By Matt Hawkins & Stjepan Sejic
The revamped Aphrodite IX title is one of those golden books that blows you away with every issue, yet somehow manages to just keep getting better. This series has been incredible straight away from the first installment, but issue #5 introduces some relatively drastic story developments which really open things up for future arcs.
Always very intelligently scripted, the latest installment was presented with the depth and philosophical bent that has become typical for this series, while overlaying the brilliant internal monologue of the protagonist over plenty of action. The pace of this first arc has maintained a fantastic consistency, which made it even more pleasantly surprising to see this kicked up a notch yet again so early into the run. There is no sign of this book slowing down with Matt Hawkins at the helm. The major battle between the Gen and the drones has been built up to since issue #1, and Aphrodite IX #5 sees this confrontation fully realized with some surprising results. However, one of the strongest points of the series is its introspective and existential nature concerning the title character. This aspect is brought to new heights in the latest issue, as Aphrodite has finally broken her handler’s control over her, and memories of her previous life have come flooding back in an unorganized cacophony of sensory noise. Eventually having to leave Genesis really opens the story up to some interesting potential new directions in future arcs. There are some other exciting hints at future plot developments, but you can read the issue yourself to check those out!
One of the more remote aspects that have been integrated into the plot with Aphrodite IX #5 is that of belief. Although one of the central story elements in this series concerns transhumanism brought to its logical extent, with a large ideological rift between two opposing major factions of these new transhuman species, this has tended to focus on the physical differences inherent to these groups. However, this latest installment has introduced the difference of belief systems between the separate factions in a much more prominent way. The cold, cybernetically-enhanced drones have constructed an authoritarian system which focuses on a detachment from the non-physical realm, while the genetically-enhanced Gen reside within a tribal society focused on spirituality. These opposing belief systems have quite contrasting results for each side in the battle that follows, and it adds yet another layer of depth to an already terrific story.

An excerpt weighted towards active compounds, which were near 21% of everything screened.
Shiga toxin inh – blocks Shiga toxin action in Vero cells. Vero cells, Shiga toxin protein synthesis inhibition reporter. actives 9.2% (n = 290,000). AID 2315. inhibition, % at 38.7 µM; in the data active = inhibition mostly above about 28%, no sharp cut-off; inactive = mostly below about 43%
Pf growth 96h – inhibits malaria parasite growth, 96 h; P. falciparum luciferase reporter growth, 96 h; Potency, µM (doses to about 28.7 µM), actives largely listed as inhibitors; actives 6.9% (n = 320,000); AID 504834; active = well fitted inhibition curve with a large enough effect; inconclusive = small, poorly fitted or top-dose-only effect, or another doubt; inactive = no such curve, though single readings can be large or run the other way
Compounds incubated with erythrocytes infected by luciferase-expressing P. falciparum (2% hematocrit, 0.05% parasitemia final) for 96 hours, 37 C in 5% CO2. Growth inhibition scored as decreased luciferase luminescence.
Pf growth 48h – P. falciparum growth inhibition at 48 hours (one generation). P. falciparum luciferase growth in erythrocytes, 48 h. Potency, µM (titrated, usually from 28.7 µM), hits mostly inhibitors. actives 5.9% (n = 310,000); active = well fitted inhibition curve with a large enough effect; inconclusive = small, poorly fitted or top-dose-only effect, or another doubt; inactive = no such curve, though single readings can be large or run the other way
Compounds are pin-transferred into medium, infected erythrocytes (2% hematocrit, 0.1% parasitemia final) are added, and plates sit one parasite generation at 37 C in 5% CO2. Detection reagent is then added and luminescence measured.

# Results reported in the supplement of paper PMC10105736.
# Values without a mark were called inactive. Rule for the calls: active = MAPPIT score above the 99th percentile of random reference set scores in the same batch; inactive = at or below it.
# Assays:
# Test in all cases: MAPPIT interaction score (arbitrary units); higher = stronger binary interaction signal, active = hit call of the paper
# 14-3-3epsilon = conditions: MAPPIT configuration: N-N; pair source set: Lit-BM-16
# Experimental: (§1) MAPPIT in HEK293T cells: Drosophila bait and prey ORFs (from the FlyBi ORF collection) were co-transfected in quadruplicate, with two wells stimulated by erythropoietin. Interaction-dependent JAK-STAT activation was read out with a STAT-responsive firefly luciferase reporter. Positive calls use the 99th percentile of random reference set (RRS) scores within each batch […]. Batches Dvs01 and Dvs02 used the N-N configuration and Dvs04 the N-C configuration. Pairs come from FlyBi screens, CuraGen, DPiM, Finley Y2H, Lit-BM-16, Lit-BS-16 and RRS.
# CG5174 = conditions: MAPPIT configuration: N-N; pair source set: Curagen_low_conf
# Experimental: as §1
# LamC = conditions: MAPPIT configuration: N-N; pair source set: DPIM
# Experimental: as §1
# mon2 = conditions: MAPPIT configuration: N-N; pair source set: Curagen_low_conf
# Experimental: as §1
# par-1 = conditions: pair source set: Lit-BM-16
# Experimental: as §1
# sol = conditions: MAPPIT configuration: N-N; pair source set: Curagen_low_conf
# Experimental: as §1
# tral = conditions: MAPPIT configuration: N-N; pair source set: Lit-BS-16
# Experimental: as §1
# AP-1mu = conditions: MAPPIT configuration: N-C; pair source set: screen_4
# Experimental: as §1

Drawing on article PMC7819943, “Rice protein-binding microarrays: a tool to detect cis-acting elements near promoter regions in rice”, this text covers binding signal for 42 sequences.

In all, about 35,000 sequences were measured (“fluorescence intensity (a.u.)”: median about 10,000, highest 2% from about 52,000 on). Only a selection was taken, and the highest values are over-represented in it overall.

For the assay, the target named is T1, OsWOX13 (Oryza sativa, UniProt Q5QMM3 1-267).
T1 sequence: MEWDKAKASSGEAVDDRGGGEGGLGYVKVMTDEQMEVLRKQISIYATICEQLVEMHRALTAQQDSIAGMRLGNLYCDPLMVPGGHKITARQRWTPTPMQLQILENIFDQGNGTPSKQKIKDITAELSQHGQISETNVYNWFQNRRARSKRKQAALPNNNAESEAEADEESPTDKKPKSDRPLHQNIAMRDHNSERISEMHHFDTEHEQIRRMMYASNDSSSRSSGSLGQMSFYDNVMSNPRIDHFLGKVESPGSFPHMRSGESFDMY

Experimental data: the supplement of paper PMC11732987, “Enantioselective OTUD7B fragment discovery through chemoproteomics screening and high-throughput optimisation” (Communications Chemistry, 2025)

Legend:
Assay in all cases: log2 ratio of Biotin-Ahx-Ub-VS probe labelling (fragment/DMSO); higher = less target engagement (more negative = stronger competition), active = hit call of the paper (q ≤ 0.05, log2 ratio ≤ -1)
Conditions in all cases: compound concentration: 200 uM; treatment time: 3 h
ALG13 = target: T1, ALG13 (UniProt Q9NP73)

It has been said before, but should never be neglected: the artwork of Stjepan Sejic is revolutionary. His work in Aphrodite IX is absolutely astonishing, with every panel possessing fully-realized attention to detail, depth of creativity, and pure realism. The characters look like photos of real people that have been painted over with brilliant colors and even the fantastic creatures and technologies found throughout the series somehow look like the real thing. It isn’t just the phenomenal realism employed by Sejic that makes his art so special; he’s also profoundly capable of conveying emotion through accurate facial expression, and equally talented at illustrating dynamic action sequences that make the reader feel like they are being pulled into this wild ride.
Aphrodite IX #5 won’t change the landscape of the medium, but that is a lofty bill to complete. However, it is the product of two individuals who are clearly very passionate about the story they are telling and the work that they do. This translates to the page, as this latest installment of an already incredibly interesting series takes readers into some exciting new territory, while providing a whole lot of action and intelligent, thought-provoking material.